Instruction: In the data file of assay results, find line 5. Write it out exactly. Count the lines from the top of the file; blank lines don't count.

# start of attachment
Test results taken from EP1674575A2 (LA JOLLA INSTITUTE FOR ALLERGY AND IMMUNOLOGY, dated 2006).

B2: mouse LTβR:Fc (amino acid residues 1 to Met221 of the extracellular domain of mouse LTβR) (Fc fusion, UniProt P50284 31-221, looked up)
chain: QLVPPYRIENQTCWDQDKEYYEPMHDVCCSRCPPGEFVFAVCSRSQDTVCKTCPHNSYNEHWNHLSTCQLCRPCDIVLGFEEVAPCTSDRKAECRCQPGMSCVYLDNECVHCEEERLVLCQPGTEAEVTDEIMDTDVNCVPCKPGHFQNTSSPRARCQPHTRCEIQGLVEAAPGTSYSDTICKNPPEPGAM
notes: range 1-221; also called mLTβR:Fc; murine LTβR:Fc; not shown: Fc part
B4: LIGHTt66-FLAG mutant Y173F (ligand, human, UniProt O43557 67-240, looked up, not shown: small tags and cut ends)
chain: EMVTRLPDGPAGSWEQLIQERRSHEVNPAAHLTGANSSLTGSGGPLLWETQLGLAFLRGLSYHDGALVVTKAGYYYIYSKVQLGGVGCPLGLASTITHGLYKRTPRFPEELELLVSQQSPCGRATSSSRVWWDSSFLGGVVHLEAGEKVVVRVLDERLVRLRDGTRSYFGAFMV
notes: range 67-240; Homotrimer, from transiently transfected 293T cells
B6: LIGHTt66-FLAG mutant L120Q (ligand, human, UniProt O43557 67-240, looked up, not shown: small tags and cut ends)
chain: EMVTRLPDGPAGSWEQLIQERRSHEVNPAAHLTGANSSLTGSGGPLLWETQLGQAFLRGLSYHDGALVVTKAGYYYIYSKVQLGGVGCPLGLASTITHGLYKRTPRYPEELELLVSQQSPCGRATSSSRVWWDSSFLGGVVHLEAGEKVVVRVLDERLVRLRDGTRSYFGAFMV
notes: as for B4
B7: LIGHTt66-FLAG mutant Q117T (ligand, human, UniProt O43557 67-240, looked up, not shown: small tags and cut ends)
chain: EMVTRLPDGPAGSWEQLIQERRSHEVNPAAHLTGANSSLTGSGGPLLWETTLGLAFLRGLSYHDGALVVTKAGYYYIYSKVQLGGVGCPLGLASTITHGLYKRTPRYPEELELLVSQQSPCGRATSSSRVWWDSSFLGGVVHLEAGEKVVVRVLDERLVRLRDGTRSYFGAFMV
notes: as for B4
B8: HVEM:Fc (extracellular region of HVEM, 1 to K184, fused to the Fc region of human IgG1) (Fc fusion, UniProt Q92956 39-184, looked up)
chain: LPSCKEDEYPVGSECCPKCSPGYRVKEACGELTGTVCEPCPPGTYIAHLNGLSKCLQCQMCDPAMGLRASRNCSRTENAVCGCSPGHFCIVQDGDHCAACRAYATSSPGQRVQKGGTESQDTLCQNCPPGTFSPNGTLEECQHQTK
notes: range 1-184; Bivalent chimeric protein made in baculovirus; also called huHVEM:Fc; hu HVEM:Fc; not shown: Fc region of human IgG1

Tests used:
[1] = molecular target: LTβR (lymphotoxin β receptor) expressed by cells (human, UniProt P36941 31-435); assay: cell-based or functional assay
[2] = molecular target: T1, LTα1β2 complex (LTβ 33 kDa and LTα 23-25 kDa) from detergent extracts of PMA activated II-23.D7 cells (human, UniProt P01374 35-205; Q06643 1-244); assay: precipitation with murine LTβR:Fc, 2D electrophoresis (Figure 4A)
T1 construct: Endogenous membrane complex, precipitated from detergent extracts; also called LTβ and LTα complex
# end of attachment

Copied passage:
B4: LIGHTt66-FLAG mutant Y173F (ligand, human, UniProt O43557 67-240, looked up, not shown: small tags and cut ends)